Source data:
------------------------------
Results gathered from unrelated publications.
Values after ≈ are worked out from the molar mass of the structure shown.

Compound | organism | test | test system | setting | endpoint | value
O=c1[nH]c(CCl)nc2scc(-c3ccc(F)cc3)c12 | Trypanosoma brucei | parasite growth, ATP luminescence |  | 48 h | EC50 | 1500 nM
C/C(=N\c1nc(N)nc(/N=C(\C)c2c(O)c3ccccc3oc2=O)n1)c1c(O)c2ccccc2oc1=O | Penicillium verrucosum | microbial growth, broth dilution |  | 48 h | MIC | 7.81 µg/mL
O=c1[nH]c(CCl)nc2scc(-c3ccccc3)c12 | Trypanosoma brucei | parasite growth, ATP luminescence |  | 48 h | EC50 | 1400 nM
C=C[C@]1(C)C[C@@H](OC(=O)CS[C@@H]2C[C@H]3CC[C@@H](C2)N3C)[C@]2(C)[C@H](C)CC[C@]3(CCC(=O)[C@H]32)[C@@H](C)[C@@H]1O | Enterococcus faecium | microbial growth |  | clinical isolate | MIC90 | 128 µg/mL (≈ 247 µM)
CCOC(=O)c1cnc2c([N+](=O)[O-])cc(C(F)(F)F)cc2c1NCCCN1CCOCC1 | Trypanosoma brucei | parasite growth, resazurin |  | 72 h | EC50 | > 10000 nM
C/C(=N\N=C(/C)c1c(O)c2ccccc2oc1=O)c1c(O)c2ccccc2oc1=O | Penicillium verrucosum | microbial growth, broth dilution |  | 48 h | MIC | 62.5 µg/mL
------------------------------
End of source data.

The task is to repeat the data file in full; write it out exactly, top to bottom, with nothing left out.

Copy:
Results gathered from unrelated publications.
Values after ≈ are worked out from the molar mass of the structure shown.

Compound | organism | test | test system | setting | endpoint | value
O=c1[nH]c(CCl)nc2scc(-c3ccc(F)cc3)c12 | Trypanosoma brucei | parasite growth, ATP luminescence |  | 48 h | EC50 | 1500 nM
C/C(=N\c1nc(N)nc(/N=C(\C)c2c(O)c3ccccc3oc2=O)n1)c1c(O)c2ccccc2oc1=O | Penicillium verrucosum | microbial growth, broth dilution |  | 48 h | MIC | 7.81 µg/mL
O=c1[nH]c(CCl)nc2scc(-c3ccccc3)c12 | Trypanosoma brucei | parasite growth, ATP luminescence |  | 48 h | EC50 | 1400 nM
C=C[C@]1(C)C[C@@H](OC(=O)CS[C@@H]2C[C@H]3CC[C@@H](C2)N3C)[C@]2(C)[C@H](C)CC[C@]3(CCC(=O)[C@H]32)[C@@H](C)[C@@H]1O | Enterococcus faecium | microbial growth |  | clinical isolate | MIC90 | 128 µg/mL (≈ 247 µM)
CCOC(=O)c1cnc2c([N+](=O)[O-])cc(C(F)(F)F)cc2c1NCCCN1CCOCC1 | Trypanosoma brucei | parasite growth, resazurin |  | 72 h | EC50 | > 10000 nM
C/C(=N\N=C(/C)c1c(O)c2ccccc2oc1=O)c1c(O)c2ccccc2oc1=O | Penicillium verrucosum | microbial growth, broth dilution |  | 48 h | MIC | 62.5 µg/mL